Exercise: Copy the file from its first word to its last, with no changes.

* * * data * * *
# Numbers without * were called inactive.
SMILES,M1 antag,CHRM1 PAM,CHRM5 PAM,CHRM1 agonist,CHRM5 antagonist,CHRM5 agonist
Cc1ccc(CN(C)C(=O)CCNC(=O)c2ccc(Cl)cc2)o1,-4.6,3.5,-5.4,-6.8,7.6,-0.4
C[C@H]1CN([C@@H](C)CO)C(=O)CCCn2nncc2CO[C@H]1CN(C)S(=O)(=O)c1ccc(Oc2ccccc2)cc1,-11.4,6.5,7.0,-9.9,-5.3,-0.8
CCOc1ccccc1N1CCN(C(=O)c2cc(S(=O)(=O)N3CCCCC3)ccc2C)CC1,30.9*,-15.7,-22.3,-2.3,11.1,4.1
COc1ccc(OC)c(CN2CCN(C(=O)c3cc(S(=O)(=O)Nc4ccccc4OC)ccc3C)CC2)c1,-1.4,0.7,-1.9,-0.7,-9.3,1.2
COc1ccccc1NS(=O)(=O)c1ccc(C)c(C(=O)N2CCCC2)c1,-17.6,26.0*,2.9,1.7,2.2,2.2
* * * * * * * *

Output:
# Numbers without * were called inactive.
SMILES,M1 antag,CHRM1 PAM,CHRM5 PAM,CHRM1 agonist,CHRM5 antagonist,CHRM5 agonist
Cc1ccc(CN(C)C(=O)CCNC(=O)c2ccc(Cl)cc2)o1,-4.6,3.5,-5.4,-6.8,7.6,-0.4
C[C@H]1CN([C@@H](C)CO)C(=O)CCCn2nncc2CO[C@H]1CN(C)S(=O)(=O)c1ccc(Oc2ccccc2)cc1,-11.4,6.5,7.0,-9.9,-5.3,-0.8
CCOc1ccccc1N1CCN(C(=O)c2cc(S(=O)(=O)N3CCCCC3)ccc2C)CC1,30.9*,-15.7,-22.3,-2.3,11.1,4.1
COc1ccc(OC)c(CN2CCN(C(=O)c3cc(S(=O)(=O)Nc4ccccc4OC)ccc3C)CC2)c1,-1.4,0.7,-1.9,-0.7,-9.3,1.2
COc1ccccc1NS(=O)(=O)c1ccc(C)c(C(=O)N2CCCC2)c1,-17.6,26.0*,2.9,1.7,2.2,2.2